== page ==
At some point in your college career, there’s going to be a class or even an entire semester where you didn’t do as well as you hoped. That was definitely the case my first semester in college. I had a hard time adjusting to college academics and my grades reflected that.
In a perfect world, we would never encounter any academic hurdles, but that’s not reality. It’s so easy to become disheartened in college, but by working hard to get back on track you can use this experience as a lesson.
With a new school year starting up, now is the perfect time to get back on track academically. Here are five steps to success from someone who’s been there:
1. Stop Beating Yourself Up
Failing a class or just not doing as well as you know you could sucks. Especially when you’re paying money for it.
It’s okay to be disappointed and sad for a while, but getting stuck on failure doesn’t do you any good.
The first step to doing better in school is to realize you messed up and everything is still going to be okay. All you can do at this point is learn from your mistake and move forward.
2. Reflect and Figure Out What Went Wrong
The silver lining in making mistakes is the lessons you learn from them.
In high school I, like many other people, made A’s and B’s easily while putting in minimal effort. However, once I got to college, I quickly learned that I couldn’t get away with that anymore.
A big part of why I didn’t do as well I wanted my first semester is because I wasn’t spending as much time studying as I should have. I wasn’t prepared for exams and it showed in my scores.
Now, I plan out specific times to study and exactly what to study. I schedule study time into my life so I don’t miss it or skip it.
If things didn’t go as planned last semester, reflect on what went wrong. Were you too distracted? Try an app that blocks out distractions and even rewards you for doing so. Need to improve your study skills? See our post on how to do that. Always forgetting deadlines? Here’s how to step up your organizing game this semester.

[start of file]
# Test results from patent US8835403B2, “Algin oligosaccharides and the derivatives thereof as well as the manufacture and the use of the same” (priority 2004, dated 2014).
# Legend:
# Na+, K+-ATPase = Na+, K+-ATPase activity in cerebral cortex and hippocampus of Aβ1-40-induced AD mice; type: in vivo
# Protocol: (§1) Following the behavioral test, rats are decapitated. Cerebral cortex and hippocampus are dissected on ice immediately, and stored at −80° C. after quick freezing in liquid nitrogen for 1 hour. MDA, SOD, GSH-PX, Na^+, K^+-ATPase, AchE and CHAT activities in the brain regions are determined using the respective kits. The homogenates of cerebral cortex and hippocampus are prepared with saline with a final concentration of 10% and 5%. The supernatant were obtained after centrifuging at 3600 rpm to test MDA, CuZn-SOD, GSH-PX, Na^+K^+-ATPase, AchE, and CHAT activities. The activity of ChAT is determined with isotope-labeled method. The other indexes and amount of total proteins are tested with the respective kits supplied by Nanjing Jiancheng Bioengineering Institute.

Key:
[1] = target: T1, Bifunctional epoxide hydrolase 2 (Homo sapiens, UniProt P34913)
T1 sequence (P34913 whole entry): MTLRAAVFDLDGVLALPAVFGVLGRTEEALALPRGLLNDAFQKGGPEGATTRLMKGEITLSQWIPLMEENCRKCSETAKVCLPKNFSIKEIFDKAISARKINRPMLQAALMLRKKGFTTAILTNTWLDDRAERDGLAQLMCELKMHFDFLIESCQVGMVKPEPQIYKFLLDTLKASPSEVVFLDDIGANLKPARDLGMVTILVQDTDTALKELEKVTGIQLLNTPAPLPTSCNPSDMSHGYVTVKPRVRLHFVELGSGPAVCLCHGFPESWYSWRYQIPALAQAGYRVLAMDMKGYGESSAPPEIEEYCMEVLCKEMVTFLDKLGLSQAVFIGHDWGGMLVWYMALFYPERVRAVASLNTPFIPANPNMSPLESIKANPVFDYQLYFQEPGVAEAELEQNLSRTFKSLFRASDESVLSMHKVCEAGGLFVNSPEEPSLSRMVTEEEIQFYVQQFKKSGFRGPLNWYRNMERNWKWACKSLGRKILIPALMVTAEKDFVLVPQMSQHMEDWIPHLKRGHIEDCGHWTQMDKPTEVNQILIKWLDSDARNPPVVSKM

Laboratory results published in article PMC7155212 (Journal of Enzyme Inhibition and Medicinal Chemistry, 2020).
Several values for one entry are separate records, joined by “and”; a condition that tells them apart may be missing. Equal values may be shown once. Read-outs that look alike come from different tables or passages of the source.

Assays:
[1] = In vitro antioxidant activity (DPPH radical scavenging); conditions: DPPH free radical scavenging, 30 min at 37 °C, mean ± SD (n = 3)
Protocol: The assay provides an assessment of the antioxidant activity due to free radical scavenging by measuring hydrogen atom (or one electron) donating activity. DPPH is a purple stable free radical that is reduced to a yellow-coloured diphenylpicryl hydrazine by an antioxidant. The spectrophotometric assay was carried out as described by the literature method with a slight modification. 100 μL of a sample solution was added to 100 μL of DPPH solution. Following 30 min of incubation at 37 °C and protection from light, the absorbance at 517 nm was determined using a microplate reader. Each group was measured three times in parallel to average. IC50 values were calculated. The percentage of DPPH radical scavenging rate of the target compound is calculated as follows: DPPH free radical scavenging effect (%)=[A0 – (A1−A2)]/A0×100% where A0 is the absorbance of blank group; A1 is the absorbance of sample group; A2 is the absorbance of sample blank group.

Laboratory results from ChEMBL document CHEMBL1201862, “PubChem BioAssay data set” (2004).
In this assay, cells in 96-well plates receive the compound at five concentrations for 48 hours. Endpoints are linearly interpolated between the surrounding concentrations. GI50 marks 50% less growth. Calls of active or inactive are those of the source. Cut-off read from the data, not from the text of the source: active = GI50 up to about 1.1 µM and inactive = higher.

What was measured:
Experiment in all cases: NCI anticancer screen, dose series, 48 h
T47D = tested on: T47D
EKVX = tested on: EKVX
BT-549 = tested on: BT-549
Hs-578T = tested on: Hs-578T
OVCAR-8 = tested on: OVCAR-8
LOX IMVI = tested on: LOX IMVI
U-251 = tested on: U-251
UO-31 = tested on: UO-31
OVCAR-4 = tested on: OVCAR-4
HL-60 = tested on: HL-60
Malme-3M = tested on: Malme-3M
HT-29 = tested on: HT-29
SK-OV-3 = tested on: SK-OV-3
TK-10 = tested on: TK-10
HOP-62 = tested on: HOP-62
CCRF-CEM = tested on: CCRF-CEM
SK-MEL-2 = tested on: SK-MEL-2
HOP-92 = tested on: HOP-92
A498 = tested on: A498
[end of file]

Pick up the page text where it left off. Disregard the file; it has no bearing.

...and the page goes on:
3. Practice Effective Goal Setting
One huge difference between college and high school is that a vast majority of learning in college goes on outside of the classroom. Therefore, you’re the one in charge of making sure you’re making the most of your education.
The best way to staying on top of school is to set goals and milestones.
As we’ve mentioned before, there’s a science to goal setting: The best, most achievable goals are specific and “bite-sized”. One goal you may have for this upcoming semester is to “make good grades.” A more specific goal is to make at least a “B” in all your classes by averaging an 85 on all your exams and by completing all your homework on time.
From there, can you decide what you need to do in order to complete those smaller tasks. Breaking your goals down and figuring out what you need to do in order to achieve them, makes it much easier to reach your full potential.
4. Get Organized
One of my favorite mantras is “Proper planning prevents poor performance.” By being organized and knowing where and how to spend your time, you not only save it, you also use the time you have more effectively.
My #1 tip for anyone going to college is to invest in a planner and actually use it. Even though there are so many pretty ones out there, planners are more than just accessories. We’ve talked about how to use one effectively before and those tips still ring true. By creating a daily to-do list, I give myself a set list of goals I can aim to accomplish every day.
Another way to have an effective planner is to make it fun! My favorite way to do that is by adding planner stickers. By making my planner cute and colorful, I actually enjoy writing in it and looking at it later.
5. Know How/When to Ask for Help
Even with all the proper planning, goal setting, and dedication in the world, we all still need some help sometimes.
One reason why many of us have a hard time in school is because we’re going through our own problems and school falls by the wayside. If this sounds familiar, don’t be afraid to talk to someone. Check to see if your school offers counseling or peer mentoring. Sometimes talking to someone with an outside perspective is exactly what you need.
If you’re still struggling academically, actually go to your professor’s office hours or the campus tutoring center. These people are here to help you and actually enjoy doing so. You’re paying for these resources through tuition, so why not take advantage?
What Do You Think?
Have you struggled in school? Do you have any tips for starting off the new semester strong? Let us know in the comments!